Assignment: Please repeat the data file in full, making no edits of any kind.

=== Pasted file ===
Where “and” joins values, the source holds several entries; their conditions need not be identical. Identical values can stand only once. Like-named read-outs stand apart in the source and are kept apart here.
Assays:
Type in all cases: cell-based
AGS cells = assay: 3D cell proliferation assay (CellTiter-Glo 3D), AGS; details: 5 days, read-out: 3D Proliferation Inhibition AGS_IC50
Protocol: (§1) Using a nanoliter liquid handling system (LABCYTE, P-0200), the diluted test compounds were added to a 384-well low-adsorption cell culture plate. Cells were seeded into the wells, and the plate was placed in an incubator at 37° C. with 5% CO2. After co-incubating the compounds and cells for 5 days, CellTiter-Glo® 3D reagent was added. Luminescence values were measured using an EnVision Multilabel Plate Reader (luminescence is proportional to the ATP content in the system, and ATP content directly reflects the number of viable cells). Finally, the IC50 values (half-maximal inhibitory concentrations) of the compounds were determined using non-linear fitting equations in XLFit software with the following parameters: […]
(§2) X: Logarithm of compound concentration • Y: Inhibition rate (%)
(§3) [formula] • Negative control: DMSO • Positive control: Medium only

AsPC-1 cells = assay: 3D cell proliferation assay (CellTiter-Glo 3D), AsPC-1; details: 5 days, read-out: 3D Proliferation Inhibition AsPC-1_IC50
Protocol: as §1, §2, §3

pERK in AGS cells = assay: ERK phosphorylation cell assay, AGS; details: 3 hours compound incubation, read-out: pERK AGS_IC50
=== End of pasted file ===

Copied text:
Where “and” joins values, the source holds several entries; their conditions need not be identical. Identical values can stand only once. Like-named read-outs stand apart in the source and are kept apart here.
Assays:
Type in all cases: cell-based
AGS cells = assay: 3D cell proliferation assay (CellTiter-Glo 3D), AGS; details: 5 days, read-out: 3D Proliferation Inhibition AGS_IC50
Protocol: (§1) Using a nanoliter liquid handling system (LABCYTE, P-0200), the diluted test compounds were added to a 384-well low-adsorption cell culture plate. Cells were seeded into the wells, and the plate was placed in an incubator at 37° C. with 5% CO2. After co-incubating the compounds and cells for 5 days, CellTiter-Glo® 3D reagent was added. Luminescence values were measured using an EnVision Multilabel Plate Reader (luminescence is proportional to the ATP content in the system, and ATP content directly reflects the number of viable cells). Finally, the IC50 values (half-maximal inhibitory concentrations) of the compounds were determined using non-linear fitting equations in XLFit software with the following parameters: […]
(§2) X: Logarithm of compound concentration • Y: Inhibition rate (%)
(§3) [formula] • Negative control: DMSO • Positive control: Medium only

AsPC-1 cells = assay: 3D cell proliferation assay (CellTiter-Glo 3D), AsPC-1; details: 5 days, read-out: 3D Proliferation Inhibition AsPC-1_IC50
Protocol: as §1, §2, §3

pERK in AGS cells = assay: ERK phosphorylation cell assay, AGS; details: 3 hours compound incubation, read-out: pERK AGS_IC50